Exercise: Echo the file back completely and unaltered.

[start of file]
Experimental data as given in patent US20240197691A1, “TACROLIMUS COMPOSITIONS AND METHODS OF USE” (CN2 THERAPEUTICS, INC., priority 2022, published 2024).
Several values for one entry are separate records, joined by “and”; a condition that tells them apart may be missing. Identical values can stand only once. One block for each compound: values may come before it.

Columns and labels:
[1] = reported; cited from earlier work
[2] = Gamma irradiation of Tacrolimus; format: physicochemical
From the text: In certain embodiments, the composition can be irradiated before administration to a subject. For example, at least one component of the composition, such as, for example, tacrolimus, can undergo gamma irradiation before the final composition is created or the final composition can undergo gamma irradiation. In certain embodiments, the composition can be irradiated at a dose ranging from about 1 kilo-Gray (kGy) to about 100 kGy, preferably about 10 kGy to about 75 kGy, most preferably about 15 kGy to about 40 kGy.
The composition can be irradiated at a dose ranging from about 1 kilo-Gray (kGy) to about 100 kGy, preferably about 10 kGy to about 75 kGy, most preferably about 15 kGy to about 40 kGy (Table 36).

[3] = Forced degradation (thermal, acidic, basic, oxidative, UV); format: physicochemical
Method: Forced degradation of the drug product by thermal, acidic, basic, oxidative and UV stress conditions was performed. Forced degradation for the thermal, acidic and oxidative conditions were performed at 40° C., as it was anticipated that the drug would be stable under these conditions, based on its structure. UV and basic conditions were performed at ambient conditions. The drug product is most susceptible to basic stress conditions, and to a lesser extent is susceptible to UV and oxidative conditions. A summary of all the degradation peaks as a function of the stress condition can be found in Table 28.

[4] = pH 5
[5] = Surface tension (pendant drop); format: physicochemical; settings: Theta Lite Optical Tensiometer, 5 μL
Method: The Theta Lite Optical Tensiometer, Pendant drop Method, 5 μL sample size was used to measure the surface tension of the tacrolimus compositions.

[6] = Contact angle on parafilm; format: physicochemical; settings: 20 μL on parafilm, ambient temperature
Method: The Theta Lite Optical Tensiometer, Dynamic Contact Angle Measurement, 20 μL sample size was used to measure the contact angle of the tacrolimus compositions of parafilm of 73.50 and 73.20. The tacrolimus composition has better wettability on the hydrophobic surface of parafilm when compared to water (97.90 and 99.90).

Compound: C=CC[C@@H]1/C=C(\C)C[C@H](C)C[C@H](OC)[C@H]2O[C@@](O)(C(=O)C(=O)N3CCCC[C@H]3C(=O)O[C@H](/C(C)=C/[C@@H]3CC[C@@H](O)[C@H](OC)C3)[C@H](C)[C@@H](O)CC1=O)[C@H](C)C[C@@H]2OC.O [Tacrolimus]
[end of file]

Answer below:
Experimental data as given in patent US20240197691A1, “TACROLIMUS COMPOSITIONS AND METHODS OF USE” (CN2 THERAPEUTICS, INC., priority 2022, published 2024).
Several values for one entry are separate records, joined by “and”; a condition that tells them apart may be missing. Identical values can stand only once. One block for each compound: values may come before it.

Columns and labels:
[1] = reported; cited from earlier work
[2] = Gamma irradiation of Tacrolimus; format: physicochemical
From the text: In certain embodiments, the composition can be irradiated before administration to a subject. For example, at least one component of the composition, such as, for example, tacrolimus, can undergo gamma irradiation before the final composition is created or the final composition can undergo gamma irradiation. In certain embodiments, the composition can be irradiated at a dose ranging from about 1 kilo-Gray (kGy) to about 100 kGy, preferably about 10 kGy to about 75 kGy, most preferably about 15 kGy to about 40 kGy.
The composition can be irradiated at a dose ranging from about 1 kilo-Gray (kGy) to about 100 kGy, preferably about 10 kGy to about 75 kGy, most preferably about 15 kGy to about 40 kGy (Table 36).

[3] = Forced degradation (thermal, acidic, basic, oxidative, UV); format: physicochemical
Method: Forced degradation of the drug product by thermal, acidic, basic, oxidative and UV stress conditions was performed. Forced degradation for the thermal, acidic and oxidative conditions were performed at 40° C., as it was anticipated that the drug would be stable under these conditions, based on its structure. UV and basic conditions were performed at ambient conditions. The drug product is most susceptible to basic stress conditions, and to a lesser extent is susceptible to UV and oxidative conditions. A summary of all the degradation peaks as a function of the stress condition can be found in Table 28.

[4] = pH 5
[5] = Surface tension (pendant drop); format: physicochemical; settings: Theta Lite Optical Tensiometer, 5 μL
Method: The Theta Lite Optical Tensiometer, Pendant drop Method, 5 μL sample size was used to measure the surface tension of the tacrolimus compositions.

[6] = Contact angle on parafilm; format: physicochemical; settings: 20 μL on parafilm, ambient temperature
Method: The Theta Lite Optical Tensiometer, Dynamic Contact Angle Measurement, 20 μL sample size was used to measure the contact angle of the tacrolimus compositions of parafilm of 73.50 and 73.20. The tacrolimus composition has better wettability on the hydrophobic surface of parafilm when compared to water (97.90 and 99.90).

Compound: C=CC[C@@H]1/C=C(\C)C[C@H](C)C[C@H](OC)[C@H]2O[C@@](O)(C(=O)C(=O)N3CCCC[C@H]3C(=O)O[C@H](/C(C)=C/[C@@H]3CC[C@@H](O)[C@H](OC)C3)[C@H](C)[C@@H](O)CC1=O)[C@H](C)C[C@@H]2OC.O [Tacrolimus]